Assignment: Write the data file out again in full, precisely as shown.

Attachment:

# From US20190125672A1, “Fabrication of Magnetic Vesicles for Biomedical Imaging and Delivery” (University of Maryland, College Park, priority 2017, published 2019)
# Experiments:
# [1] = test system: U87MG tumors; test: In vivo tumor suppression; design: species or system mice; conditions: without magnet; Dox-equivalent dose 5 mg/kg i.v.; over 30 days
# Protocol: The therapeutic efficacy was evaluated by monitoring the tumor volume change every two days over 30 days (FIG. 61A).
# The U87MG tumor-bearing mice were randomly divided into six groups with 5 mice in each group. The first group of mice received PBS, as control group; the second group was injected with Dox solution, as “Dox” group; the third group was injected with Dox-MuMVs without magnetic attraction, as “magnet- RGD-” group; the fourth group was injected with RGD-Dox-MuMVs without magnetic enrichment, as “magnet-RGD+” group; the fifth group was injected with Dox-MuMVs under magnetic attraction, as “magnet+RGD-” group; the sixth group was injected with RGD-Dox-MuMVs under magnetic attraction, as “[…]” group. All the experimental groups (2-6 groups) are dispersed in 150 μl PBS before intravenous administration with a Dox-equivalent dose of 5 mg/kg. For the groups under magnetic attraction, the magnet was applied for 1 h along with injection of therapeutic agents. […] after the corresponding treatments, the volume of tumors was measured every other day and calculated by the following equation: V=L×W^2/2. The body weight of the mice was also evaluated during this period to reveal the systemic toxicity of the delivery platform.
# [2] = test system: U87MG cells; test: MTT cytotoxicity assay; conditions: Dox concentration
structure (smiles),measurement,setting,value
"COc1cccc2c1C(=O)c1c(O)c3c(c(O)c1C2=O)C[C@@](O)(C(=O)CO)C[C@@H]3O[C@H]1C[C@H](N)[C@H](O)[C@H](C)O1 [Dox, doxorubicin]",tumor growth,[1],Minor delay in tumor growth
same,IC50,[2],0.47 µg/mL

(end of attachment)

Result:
# From US20190125672A1, “Fabrication of Magnetic Vesicles for Biomedical Imaging and Delivery” (University of Maryland, College Park, priority 2017, published 2019)
# Experiments:
# [1] = test system: U87MG tumors; test: In vivo tumor suppression; design: species or system mice; conditions: without magnet; Dox-equivalent dose 5 mg/kg i.v.; over 30 days
# Protocol: The therapeutic efficacy was evaluated by monitoring the tumor volume change every two days over 30 days (FIG. 61A).
# The U87MG tumor-bearing mice were randomly divided into six groups with 5 mice in each group. The first group of mice received PBS, as control group; the second group was injected with Dox solution, as “Dox” group; the third group was injected with Dox-MuMVs without magnetic attraction, as “magnet- RGD-” group; the fourth group was injected with RGD-Dox-MuMVs without magnetic enrichment, as “magnet-RGD+” group; the fifth group was injected with Dox-MuMVs under magnetic attraction, as “magnet+RGD-” group; the sixth group was injected with RGD-Dox-MuMVs under magnetic attraction, as “[…]” group. All the experimental groups (2-6 groups) are dispersed in 150 μl PBS before intravenous administration with a Dox-equivalent dose of 5 mg/kg. For the groups under magnetic attraction, the magnet was applied for 1 h along with injection of therapeutic agents. […] after the corresponding treatments, the volume of tumors was measured every other day and calculated by the following equation: V=L×W^2/2. The body weight of the mice was also evaluated during this period to reveal the systemic toxicity of the delivery platform.
# [2] = test system: U87MG cells; test: MTT cytotoxicity assay; conditions: Dox concentration
structure (smiles),measurement,setting,value
"COc1cccc2c1C(=O)c1c(O)c3c(c(O)c1C2=O)C[C@@](O)(C(=O)CO)C[C@@H]3O[C@H]1C[C@H](N)[C@H](O)[C@H](C)O1 [Dox, doxorubicin]",tumor growth,[1],Minor delay in tumor growth
same,IC50,[2],0.47 µg/mL